I am white.
I am a white woman.
I am a white woman born, raised, and living in Iowa.
I am a white woman, born, raised, and living in Iowa and I have never lived on a farm, never driven a tractor, and honestly, I still hold my nose when I drive by a farm. Heck, I’ve even voted for a democrat or two… OMG!
Why do I say this, why should it matter? Honestly, it shouldn’t. But don’t you think we have gotten a little ridiculous lately? I can’t turn on the TV, check my Facebook, or even sit down in a public place without hearing or seeing racially motivated comments.
They’re everywhere and some are just ridiculously ignorant. Why we think we can say absolutely anything and it be okay. Or say ignorant and flippant comments and defend ourselves with, “but I’m not racist,” or “I’m just joking,” or “That’s just who I am.” Seriously, stop the comments, stop the controversy and start a conversation. A real conversation. If we are concerned about race, if we are uncertain about an issue or situation, talk about it- LEARN something!!
I’m taken back to the movie CRASH where the characters are forced to face their spoken or hidden stereotypes, ignorance, and hatred. Such a powerful movie. How we want to complain about how things are towards us, but we never look outward, reflecting on our own perceptions. Maybe it’s time we start doing just that.
My pastor once sat down in a small group I was in. She looked around the table and told us we needed to do better. If we really wanted to reach out to other mothers, we needed to diversify ourselves. We were all the same age, same stage of life, and the same color. It’s hard to encompass everyone if we only represent one. She was right. What I took away most from her that day was that we need to be intentional. Intentional in reaching out. Intentional in our relationships. Not to simply ignore the race issue… or the gender issue… or the age issue… but to intentionally include others in our lives.
With the current events of today, race is surely in the spotlight. I read and hear some of the comments and it just makes me sick. I think, “Isn’t this 2013?!” But in the same breath, maybe we should talk about it. Not shamelessly comment without repercussion. Not ignore it. Have a conversation. Learn what we don’t understand. And for gosh sakes, get off our high horses… we are not that great… we are not that much better than everyone else… and we are surely not without fault.
I used to think I was “colorblind.” That the color of people’s skin really didn’t matter to me because people were just people. In high school, I carried around a good luck cabbage patch doll with me to every track meet. It was a Jackie Joyner Kersee doll, my favorite athlete. I would get many comments, “Why are you carrying around a black doll?” I really couldn’t understand people’s curiosity. It’s JJK for goodness sakes!!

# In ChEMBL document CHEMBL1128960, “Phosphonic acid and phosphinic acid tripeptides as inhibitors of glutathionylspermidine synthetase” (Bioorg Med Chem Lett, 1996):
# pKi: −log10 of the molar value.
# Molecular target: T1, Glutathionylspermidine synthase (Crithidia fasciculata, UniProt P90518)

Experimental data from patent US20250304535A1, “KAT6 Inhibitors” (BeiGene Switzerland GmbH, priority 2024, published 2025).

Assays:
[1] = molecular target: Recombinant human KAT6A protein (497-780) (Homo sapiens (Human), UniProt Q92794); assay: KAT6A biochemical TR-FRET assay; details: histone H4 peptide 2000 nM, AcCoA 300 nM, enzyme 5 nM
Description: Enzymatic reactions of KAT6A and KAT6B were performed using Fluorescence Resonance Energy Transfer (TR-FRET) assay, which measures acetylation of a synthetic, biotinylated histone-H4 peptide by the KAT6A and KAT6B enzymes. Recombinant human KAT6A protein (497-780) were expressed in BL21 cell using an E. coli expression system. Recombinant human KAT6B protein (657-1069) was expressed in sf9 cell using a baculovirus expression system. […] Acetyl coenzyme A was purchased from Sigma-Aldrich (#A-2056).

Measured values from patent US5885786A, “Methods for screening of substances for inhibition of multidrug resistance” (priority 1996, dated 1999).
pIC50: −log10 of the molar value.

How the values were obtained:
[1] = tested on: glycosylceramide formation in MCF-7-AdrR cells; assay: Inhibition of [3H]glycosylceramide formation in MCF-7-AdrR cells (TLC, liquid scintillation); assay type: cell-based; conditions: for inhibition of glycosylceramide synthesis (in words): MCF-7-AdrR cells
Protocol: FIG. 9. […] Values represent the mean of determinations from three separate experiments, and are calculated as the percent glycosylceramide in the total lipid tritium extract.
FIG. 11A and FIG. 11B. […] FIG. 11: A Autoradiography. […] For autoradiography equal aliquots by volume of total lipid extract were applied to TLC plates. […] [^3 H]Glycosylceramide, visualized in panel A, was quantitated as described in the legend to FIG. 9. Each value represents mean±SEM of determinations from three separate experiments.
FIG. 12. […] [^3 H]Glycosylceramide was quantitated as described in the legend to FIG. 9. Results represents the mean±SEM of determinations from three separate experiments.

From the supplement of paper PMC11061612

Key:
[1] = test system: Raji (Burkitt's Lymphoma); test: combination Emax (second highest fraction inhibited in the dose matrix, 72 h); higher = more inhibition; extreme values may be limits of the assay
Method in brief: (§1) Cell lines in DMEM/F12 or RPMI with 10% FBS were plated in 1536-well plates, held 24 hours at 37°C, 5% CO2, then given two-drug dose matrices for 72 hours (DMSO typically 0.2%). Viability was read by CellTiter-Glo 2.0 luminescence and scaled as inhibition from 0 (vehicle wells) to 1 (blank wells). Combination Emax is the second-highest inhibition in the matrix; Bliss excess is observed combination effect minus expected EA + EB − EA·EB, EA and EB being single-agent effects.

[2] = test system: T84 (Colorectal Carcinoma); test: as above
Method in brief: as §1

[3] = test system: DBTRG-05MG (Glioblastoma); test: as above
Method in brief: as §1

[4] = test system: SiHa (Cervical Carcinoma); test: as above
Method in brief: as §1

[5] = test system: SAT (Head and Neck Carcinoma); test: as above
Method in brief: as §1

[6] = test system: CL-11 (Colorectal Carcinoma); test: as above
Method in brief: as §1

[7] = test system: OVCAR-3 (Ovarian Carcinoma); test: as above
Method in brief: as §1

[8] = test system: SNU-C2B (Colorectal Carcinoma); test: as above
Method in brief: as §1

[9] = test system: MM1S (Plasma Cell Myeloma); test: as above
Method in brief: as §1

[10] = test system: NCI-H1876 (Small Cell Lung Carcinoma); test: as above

Now that I’m older, and am raising biracial children, I do see color. I do notice my son’s preschool class is all white. I do see that all the book covers at Target are of little white boys and little white girls. I do see that the splash pad I take my kids to on hot summer days is occupied of mainly young, white mothers and their kids. Sometimes I get angry, “Couldn’t this cartoon have at least one non-white kid?” Other times I feel guilty that I’m not providing opportunities for my kids to be around a more diverse group of kids. And honestly, there are times I worry about how my kids will be treated because of their race. Colorblind-I am not.
Race does exist, and sadly, so does racism. And it’s worth discussing respectfully and honestly.
So back to my first statement, I am white.
If you saw me on the street, that may be all you notice about me. Or it may be that I’m tall, or that I have blonde hair, or that I am crazy for walking around public places with three kids under the age of 6.
My point- you saw me, you don’t know me.
And isn’t that the truth in all of this? We DON’T know each other from a quick glance on the street. We Don’t know each other solely from a description. We Don’t know each other if we don’t ask. People are People and they are worth getting to know, personally.
If we don’t intentionally take our blinders off, open our eyes, hold out our hands and say hello than we don’t know anything- we shouldn’t comment, we shouldn’t pretend, we shouldn’t ignore.
Be intentional. Have a real conversation… and stop this ridiculousness already!
Nothing in the world is more dangerous than sincere ignorance and conscientious stupidity.
― Martin Luther King Jr.
2 thoughts on “Don’t be “Colorblind.””
Very Well Written. Very interesting facts.